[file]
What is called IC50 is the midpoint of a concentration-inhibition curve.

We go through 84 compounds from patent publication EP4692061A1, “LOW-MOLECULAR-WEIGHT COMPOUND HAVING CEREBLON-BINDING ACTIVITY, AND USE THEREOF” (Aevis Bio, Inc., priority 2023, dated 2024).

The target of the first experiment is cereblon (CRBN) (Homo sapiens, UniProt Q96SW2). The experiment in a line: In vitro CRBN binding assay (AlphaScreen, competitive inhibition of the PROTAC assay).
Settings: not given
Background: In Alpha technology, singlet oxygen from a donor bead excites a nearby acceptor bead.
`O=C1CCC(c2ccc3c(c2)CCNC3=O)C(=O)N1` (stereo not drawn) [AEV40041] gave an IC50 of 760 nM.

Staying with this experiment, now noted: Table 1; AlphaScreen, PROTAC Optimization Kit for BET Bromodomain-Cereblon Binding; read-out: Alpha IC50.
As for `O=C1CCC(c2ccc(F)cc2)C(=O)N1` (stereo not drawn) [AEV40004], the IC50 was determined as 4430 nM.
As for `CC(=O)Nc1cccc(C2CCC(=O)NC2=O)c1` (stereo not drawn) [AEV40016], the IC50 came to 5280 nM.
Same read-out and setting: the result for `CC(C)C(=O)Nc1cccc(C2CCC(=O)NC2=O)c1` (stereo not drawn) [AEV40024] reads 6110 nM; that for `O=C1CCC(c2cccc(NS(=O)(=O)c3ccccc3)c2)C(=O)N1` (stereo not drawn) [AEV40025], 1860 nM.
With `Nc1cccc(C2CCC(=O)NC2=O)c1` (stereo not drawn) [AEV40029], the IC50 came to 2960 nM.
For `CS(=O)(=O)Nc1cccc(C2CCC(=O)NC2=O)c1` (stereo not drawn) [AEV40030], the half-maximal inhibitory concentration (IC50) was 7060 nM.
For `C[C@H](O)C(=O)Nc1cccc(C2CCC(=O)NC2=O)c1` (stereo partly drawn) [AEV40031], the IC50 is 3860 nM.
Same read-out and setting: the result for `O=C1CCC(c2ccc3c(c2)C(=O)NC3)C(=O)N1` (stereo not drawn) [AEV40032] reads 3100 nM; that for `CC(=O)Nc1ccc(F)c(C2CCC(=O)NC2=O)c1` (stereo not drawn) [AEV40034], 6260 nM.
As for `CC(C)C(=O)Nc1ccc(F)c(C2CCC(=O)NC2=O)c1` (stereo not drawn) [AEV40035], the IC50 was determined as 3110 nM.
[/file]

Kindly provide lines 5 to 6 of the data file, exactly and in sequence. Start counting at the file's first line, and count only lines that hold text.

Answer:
Background: In Alpha technology, singlet oxygen from a donor bead excites a nearby acceptor bead.
`O=C1CCC(c2ccc3c(c2)CCNC3=O)C(=O)N1` (stereo not drawn) [AEV40041] gave an IC50 of 760 nM.